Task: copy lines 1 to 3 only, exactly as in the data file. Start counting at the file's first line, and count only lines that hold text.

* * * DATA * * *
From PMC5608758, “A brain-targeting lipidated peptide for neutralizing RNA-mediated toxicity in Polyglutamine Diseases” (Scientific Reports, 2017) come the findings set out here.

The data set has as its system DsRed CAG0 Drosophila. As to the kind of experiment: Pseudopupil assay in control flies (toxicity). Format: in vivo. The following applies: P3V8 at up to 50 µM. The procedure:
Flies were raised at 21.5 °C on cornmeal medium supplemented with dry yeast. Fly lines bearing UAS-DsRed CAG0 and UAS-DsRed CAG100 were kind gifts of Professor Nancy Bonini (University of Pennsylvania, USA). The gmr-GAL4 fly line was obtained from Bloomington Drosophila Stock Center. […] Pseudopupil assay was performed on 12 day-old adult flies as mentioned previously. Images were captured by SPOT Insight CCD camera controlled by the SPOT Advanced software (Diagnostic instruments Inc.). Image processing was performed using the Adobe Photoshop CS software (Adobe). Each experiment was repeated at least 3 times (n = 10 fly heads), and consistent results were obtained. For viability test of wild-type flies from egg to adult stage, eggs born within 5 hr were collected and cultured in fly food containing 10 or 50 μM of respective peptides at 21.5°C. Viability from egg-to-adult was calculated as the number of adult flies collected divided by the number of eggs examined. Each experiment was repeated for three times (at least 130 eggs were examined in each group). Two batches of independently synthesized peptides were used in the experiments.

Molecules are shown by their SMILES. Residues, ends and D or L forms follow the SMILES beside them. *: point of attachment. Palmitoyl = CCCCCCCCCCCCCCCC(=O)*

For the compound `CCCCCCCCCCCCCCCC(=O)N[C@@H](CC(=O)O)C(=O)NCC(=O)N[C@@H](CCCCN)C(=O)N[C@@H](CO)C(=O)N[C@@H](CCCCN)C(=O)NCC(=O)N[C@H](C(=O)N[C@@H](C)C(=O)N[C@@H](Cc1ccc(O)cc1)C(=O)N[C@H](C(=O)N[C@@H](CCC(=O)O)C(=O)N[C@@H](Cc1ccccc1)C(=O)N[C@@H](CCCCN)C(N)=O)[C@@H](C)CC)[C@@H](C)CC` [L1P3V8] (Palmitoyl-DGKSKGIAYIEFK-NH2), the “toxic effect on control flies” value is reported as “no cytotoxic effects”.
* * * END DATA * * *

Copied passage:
From PMC5608758, “A brain-targeting lipidated peptide for neutralizing RNA-mediated toxicity in Polyglutamine Diseases” (Scientific Reports, 2017) come the findings set out here.

The data set has as its system DsRed CAG0 Drosophila. As to the kind of experiment: Pseudopupil assay in control flies (toxicity). Format: in vivo. The following applies: P3V8 at up to 50 µM. The procedure:
Flies were raised at 21.5 °C on cornmeal medium supplemented with dry yeast. Fly lines bearing UAS-DsRed CAG0 and UAS-DsRed CAG100 were kind gifts of Professor Nancy Bonini (University of Pennsylvania, USA). The gmr-GAL4 fly line was obtained from Bloomington Drosophila Stock Center. […] Pseudopupil assay was performed on 12 day-old adult flies as mentioned previously. Images were captured by SPOT Insight CCD camera controlled by the SPOT Advanced software (Diagnostic instruments Inc.). Image processing was performed using the Adobe Photoshop CS software (Adobe). Each experiment was repeated at least 3 times (n = 10 fly heads), and consistent results were obtained. For viability test of wild-type flies from egg to adult stage, eggs born within 5 hr were collected and cultured in fly food containing 10 or 50 μM of respective peptides at 21.5°C. Viability from egg-to-adult was calculated as the number of adult flies collected divided by the number of eggs examined. Each experiment was repeated for three times (at least 130 eggs were examined in each group). Two batches of independently synthesized peptides were used in the experiments.